Monday, March 5, 2012
A Visit From Colette and Ruminations on the Internet
Their addition to the model from Wesch's class is to explore their research question in the library's data bases and to see what facts and statistics exist about the topic they are exploring.
As we head towards student media presentations this week, I think of the weeks of hard work they've put into their projects.
Groups of 4-5 students, often in smaller groups of 2-3, each selected a topic they wanted to explore. They next wrote a research question avoiding bias, such as Wesch's "What is it like being a college student today?" They then researched the topic, and created a listing of 10-12 facts they learned, such as the number of U.S. students who die from suicide each year due to cyber bullying. Students then posted their research question to their social media, gathering responses to questions from friends and even people who they don't know, which they collect and analyze to include in their 4-6 minute media presentations.
So much of the project is based on technology. From the research to the collection of data and the presentation, including up-loading to Youtube, the work is all done online. No paper.
Yet, I notice most of the students are still struggling with video, Powerpoint and Prezi, and for all the mileage under their belts with the Internet, most are still novices at doing any research using our library's online proprietary databases.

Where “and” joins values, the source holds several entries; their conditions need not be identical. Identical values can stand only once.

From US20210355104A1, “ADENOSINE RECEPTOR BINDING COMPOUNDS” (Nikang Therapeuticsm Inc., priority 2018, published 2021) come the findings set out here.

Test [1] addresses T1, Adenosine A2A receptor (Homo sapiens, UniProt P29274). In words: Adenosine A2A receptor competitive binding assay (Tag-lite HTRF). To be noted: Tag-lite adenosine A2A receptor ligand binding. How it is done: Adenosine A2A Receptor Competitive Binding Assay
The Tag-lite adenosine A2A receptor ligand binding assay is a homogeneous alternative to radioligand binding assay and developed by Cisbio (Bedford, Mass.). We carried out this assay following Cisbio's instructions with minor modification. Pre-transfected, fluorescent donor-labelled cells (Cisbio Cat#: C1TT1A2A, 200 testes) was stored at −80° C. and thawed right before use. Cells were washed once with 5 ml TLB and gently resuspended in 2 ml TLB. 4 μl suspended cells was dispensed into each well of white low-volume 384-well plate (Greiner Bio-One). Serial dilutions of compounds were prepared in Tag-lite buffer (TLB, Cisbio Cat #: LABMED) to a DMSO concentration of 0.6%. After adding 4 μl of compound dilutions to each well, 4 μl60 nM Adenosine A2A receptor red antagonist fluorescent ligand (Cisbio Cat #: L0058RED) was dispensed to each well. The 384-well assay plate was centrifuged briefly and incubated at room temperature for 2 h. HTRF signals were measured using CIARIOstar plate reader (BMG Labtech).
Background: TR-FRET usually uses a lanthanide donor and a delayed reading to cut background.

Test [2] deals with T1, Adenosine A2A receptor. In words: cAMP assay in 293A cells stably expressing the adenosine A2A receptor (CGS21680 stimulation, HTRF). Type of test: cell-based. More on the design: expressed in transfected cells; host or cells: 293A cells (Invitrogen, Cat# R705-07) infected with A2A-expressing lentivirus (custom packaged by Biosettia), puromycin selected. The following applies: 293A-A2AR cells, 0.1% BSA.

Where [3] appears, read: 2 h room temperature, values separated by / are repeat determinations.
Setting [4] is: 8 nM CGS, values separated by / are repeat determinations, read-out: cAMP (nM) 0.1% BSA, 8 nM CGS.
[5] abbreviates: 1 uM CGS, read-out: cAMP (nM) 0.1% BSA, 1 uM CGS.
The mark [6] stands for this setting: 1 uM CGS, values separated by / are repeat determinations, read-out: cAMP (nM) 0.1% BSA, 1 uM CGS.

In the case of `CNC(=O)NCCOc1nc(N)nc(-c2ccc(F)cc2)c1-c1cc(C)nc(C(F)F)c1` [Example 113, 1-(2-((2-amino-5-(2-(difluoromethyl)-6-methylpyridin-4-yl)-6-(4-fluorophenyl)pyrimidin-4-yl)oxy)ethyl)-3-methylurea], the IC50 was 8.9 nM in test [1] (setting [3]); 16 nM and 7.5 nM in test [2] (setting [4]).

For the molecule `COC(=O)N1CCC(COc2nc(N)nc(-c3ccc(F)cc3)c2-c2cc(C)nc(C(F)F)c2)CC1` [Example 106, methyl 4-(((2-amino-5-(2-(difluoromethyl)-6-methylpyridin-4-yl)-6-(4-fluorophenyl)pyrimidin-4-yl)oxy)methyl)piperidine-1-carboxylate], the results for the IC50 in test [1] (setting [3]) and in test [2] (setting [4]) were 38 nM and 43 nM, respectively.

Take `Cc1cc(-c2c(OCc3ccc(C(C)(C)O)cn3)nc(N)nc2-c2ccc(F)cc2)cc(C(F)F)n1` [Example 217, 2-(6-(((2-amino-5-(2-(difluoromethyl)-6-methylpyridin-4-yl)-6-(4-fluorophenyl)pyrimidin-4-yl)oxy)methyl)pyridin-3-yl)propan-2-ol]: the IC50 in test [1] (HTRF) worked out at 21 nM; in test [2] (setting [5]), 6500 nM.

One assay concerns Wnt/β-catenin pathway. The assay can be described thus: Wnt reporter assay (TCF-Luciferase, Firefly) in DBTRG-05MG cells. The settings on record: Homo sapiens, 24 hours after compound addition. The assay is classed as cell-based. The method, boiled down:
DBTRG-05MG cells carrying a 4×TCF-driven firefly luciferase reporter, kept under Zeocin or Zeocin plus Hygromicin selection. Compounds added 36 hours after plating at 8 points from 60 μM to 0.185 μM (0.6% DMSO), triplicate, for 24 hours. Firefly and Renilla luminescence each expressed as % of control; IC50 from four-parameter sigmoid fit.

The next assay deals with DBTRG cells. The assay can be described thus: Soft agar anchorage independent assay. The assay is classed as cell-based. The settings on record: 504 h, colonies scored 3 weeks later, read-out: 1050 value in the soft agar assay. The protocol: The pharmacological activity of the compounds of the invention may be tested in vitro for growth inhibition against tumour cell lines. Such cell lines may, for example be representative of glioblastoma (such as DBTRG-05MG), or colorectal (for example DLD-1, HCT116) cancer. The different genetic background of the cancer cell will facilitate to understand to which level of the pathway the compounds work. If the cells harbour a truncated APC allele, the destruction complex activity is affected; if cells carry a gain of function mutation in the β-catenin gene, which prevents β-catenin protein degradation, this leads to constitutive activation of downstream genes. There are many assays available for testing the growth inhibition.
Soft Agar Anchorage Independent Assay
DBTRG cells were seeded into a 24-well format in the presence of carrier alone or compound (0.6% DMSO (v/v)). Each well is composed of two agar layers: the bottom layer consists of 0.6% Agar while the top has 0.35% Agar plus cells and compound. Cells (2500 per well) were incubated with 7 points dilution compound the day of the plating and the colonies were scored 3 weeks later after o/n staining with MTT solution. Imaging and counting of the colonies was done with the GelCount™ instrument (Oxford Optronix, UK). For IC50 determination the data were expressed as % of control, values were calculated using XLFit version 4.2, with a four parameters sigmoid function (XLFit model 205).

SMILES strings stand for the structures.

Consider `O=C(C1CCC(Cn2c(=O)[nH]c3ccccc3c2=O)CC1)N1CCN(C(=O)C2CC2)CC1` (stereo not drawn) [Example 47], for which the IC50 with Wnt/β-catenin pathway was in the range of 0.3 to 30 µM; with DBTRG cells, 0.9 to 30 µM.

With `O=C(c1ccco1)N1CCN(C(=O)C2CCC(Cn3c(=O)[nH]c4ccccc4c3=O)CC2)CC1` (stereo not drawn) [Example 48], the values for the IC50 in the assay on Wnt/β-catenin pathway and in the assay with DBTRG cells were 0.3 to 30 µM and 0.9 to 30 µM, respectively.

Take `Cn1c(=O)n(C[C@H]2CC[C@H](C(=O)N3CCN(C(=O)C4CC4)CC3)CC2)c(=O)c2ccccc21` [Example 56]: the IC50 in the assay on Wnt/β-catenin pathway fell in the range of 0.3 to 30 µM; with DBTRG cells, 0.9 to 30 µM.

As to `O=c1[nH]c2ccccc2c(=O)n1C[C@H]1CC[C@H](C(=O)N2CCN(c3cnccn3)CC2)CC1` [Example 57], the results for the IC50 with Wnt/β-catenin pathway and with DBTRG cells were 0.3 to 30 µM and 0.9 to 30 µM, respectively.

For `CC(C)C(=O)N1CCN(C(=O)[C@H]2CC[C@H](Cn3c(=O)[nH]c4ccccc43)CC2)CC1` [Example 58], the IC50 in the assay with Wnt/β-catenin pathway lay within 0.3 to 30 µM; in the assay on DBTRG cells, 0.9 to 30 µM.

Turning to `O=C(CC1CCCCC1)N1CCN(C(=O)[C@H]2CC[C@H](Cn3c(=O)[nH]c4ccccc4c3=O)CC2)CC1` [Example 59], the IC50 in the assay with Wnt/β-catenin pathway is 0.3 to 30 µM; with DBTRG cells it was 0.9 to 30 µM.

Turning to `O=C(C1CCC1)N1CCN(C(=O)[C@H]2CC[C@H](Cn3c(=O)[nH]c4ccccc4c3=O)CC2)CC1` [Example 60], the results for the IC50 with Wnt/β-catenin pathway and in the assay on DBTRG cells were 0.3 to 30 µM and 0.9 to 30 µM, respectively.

Educator Marc Prensky famously posited some years ago that our students are digital natives, and we teachers are immigrants. Yet, because of the ever increasing rate of change and additions to technology each day, with new apps, programs and 'what-not' connected with computers and cell phones, I'm inclined to say, even for the young folks among us, that we are all of us immigrants to this new world of communication.
It's more than just new ground for us all. It's new ground with tremendous potential and promise. I've been reading Seth Godin and have just finished Hugh Macleod's fine treatise on creating a job for yourself in this digital era, "Ignore Everybody and 39 other keys to creativity." "Ignore Everybody"
Both encourage writers to blog and be witnesses to their own truths and discoveries. I celebrate our human urge to share of ourselves.
I don't know where she came from, but in all this rumination over the Internet, I was visited by an old friend, Colette, the French writer who died the year I was born.
I loved her stormy life and her contribution to letters, and remember the difficulties she faced as a woman writer. I ask myself just what would have Colette done with the very writing tools that I have before me today, computers and Internet and a way to publish her work aujourd'hui?
Some things change, and others stay the same. Here is old Lucky, enjoying the warmth of the hearth and grooming his Maine Coon fur, carrying on the tradition of accompanying his well-trained owner-writer as she picks and pecks upon the alphabet.